Moderate Democratic Sen. Bob Casey Jr. says GOP-led restrictive voting bills 'are about white supremacy'
Bob CaseyJr. criticized the raft of GOP-led voting laws being pursued across the country.
- "We're at a point of no return," he said after the
Supreme Courtupheld two restrictive Arizona laws.
- Casey said the GOP has concluded that it "can only win by voter suppression bills."
Democratic Sen. Bob Casey of Pennsylvania on Saturday blasted the
During an appearance on MSNBC's "Velshi," the moderate lawmaker issued a dire warning about the state of elections in the US, just days after the Supreme Court upheld two restrictive voting laws in Arizona that had been challenged for violating Section 2 of the 1965
Casey expressed that the Senate would likely have to alter its rules to move
"We're at a point of no return," he said. "We're either going to preserve our democracy, and thereby protect voter rights to preserve the democracy, or we're not. Democrats have to stand up and get something done. I think we can do that, because it's apparent to me that Republicans are just going to endorse these voter suppression bills."
He added: "At its core, we should just be blunt about this, these voter suppression bills are about white supremacy."
Casey said Republicans seemed to be working as "a one-or two-issue agenda party where they seem to be only interested in stopping [President] Joe Biden's programs, especially on these caregiving issues and supporting voter suppression bills."
The Supreme Court on Thursday ruled 6-3 to keep in place Arizona laws that toss provisional ballots filed at the wrong voting precinct and prevent third-party groups from returning mail ballots.
The former Arizona law was previously struck down by the Ninth Circuit Court of Appeals in January, with the judge ruling that it disproportionately affected Black, Latino and Indigenous voters.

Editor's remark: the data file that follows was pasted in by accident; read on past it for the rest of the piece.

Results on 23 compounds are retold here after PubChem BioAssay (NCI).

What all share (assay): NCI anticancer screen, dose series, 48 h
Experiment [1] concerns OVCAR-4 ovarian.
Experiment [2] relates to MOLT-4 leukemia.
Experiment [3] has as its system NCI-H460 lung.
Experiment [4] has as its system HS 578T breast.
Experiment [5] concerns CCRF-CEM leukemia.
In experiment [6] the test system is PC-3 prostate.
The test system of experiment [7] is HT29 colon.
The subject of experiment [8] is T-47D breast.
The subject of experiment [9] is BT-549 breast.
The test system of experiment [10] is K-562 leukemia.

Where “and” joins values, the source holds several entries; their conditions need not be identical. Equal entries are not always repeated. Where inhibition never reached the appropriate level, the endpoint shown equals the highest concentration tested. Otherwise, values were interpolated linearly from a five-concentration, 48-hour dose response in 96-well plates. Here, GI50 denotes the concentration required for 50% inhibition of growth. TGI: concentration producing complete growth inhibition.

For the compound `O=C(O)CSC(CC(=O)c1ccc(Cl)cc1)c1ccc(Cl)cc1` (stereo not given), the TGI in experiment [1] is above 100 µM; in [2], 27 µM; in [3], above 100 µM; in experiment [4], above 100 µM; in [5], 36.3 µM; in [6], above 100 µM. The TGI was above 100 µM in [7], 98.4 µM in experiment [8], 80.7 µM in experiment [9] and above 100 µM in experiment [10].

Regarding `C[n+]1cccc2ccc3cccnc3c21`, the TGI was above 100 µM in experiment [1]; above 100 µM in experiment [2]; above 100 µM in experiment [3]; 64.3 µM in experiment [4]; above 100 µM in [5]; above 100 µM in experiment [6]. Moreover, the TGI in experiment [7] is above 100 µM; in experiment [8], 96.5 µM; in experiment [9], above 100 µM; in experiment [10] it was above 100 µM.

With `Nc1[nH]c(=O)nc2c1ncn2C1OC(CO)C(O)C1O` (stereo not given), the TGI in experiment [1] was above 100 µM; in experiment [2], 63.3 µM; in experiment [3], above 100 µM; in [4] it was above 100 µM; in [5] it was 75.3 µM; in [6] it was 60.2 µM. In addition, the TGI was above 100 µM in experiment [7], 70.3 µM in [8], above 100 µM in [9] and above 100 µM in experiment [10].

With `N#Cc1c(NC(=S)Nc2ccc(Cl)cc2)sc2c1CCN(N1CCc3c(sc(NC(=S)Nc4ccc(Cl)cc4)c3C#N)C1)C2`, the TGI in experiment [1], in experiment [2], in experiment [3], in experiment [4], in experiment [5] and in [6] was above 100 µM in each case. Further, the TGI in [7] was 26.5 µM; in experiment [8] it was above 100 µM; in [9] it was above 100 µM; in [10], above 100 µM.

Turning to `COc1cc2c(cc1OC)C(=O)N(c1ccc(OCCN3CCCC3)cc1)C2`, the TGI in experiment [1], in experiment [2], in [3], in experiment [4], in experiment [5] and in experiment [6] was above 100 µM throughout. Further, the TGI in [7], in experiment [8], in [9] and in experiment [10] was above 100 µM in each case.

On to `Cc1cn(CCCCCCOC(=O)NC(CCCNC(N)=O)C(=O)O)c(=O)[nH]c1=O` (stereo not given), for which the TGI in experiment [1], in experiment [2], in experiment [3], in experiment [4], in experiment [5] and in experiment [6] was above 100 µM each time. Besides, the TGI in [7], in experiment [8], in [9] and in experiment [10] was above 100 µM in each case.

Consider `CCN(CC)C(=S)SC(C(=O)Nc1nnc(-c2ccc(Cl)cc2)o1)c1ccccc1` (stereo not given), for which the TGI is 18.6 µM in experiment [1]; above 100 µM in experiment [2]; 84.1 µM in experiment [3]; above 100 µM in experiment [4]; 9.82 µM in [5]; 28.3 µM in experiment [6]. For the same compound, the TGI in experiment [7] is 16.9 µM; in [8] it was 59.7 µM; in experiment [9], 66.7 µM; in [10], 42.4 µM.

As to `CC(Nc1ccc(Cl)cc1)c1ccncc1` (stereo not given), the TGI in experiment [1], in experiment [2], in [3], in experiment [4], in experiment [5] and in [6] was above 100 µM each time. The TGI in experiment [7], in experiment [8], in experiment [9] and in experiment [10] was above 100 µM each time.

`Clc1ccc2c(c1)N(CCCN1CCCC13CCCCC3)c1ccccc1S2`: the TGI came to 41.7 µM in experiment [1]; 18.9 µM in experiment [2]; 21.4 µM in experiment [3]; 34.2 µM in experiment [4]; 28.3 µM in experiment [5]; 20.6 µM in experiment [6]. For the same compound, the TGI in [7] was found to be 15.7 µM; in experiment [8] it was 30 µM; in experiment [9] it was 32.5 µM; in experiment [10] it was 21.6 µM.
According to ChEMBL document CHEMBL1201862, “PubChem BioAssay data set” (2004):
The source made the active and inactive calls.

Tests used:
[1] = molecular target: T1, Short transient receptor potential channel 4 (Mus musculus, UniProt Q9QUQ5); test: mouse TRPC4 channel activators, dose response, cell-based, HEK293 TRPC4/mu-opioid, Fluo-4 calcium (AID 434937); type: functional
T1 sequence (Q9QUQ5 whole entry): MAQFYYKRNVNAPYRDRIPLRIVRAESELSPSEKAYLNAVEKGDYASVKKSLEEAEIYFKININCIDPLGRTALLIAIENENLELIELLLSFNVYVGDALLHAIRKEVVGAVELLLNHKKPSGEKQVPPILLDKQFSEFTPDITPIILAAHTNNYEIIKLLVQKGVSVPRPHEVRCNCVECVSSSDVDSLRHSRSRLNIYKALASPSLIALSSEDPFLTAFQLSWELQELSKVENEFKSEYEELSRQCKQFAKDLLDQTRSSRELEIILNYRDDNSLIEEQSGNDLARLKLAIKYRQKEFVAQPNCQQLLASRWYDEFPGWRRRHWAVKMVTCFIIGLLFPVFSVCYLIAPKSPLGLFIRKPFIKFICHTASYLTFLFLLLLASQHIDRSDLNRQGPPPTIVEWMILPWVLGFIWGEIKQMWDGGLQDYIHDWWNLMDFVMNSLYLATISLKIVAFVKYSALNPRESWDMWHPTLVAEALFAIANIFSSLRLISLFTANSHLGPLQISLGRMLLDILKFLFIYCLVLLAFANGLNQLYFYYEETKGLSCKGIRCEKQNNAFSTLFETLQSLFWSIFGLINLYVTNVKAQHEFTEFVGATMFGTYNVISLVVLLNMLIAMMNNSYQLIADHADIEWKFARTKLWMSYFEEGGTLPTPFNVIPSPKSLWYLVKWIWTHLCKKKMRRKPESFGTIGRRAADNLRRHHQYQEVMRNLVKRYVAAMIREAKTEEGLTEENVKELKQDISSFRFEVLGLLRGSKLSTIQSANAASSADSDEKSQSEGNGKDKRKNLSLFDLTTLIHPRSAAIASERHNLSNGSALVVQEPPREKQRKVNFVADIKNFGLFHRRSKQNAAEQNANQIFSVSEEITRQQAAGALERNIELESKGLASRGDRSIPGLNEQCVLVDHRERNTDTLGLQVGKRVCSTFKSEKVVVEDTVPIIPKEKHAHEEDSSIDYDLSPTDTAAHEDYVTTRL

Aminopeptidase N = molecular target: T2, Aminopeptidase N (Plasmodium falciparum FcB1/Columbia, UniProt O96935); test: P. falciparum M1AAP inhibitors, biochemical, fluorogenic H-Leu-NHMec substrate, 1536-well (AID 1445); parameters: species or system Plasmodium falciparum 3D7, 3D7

Last week, Democratic Gov. Tom Wolf vetoed a GOP-backed voting overhaul bill that would have changed election deadlines and strengthened voter identification requirements, among other measures.
During the MSNBC interview, Casey said that Republicans would continue to push similar pieces of legislation.
'This is agenda item number one for the Republican Party," he said. "This is going to be the norm, because Republicans have concluded that they can't win by getting more votes. They can only win by voter suppression bills."
Democrats have seen their legislative push for voting rights languish in recent months.
The bill would also mandate that states offer mail-in ballots and same-day voter registration, which Republicans have long resisted in many states.
In March, the House passed the legislation in a near party-line 220-210 vote.
However, late last month, an attempt to advance the legislation failed in the Senate, with all Republicans opposed to the bill.
The John Lewis Voting Rights Advancement Act, an elections bill which would restore parts of the Voting Rights Act that were struck down by the Supreme Court in 2013 in Shelby County v. Holder, also faces a difficult path forward, with GOP Minority Leader Mitch McConnell of Kentucky opposed to the legislation.
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